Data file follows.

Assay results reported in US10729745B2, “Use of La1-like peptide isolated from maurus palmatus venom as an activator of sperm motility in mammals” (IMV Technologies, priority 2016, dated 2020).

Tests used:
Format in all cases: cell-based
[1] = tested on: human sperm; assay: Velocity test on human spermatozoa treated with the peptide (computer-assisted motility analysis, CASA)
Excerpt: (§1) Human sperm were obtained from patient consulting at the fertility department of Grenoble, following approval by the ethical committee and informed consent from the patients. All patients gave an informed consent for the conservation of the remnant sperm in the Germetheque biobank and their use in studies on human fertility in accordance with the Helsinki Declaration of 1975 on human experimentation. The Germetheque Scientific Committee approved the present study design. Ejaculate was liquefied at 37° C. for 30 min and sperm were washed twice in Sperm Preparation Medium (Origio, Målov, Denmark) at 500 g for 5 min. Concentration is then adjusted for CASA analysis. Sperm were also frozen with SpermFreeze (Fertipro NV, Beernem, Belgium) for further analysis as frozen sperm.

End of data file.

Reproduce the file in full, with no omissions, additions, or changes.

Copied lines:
Assay results reported in US10729745B2, “Use of La1-like peptide isolated from maurus palmatus venom as an activator of sperm motility in mammals” (IMV Technologies, priority 2016, dated 2020).

Tests used:
Format in all cases: cell-based
[1] = tested on: human sperm; assay: Velocity test on human spermatozoa treated with the peptide (computer-assisted motility analysis, CASA)
Excerpt: (§1) Human sperm were obtained from patient consulting at the fertility department of Grenoble, following approval by the ethical committee and informed consent from the patients. All patients gave an informed consent for the conservation of the remnant sperm in the Germetheque biobank and their use in studies on human fertility in accordance with the Helsinki Declaration of 1975 on human experimentation. The Germetheque Scientific Committee approved the present study design. Ejaculate was liquefied at 37° C. for 30 min and sperm were washed twice in Sperm Preparation Medium (Origio, Målov, Denmark) at 500 g for 5 min. Concentration is then adjusted for CASA analysis. Sperm were also frozen with SpermFreeze (Fertipro NV, Beernem, Belgium) for further analysis as frozen sperm.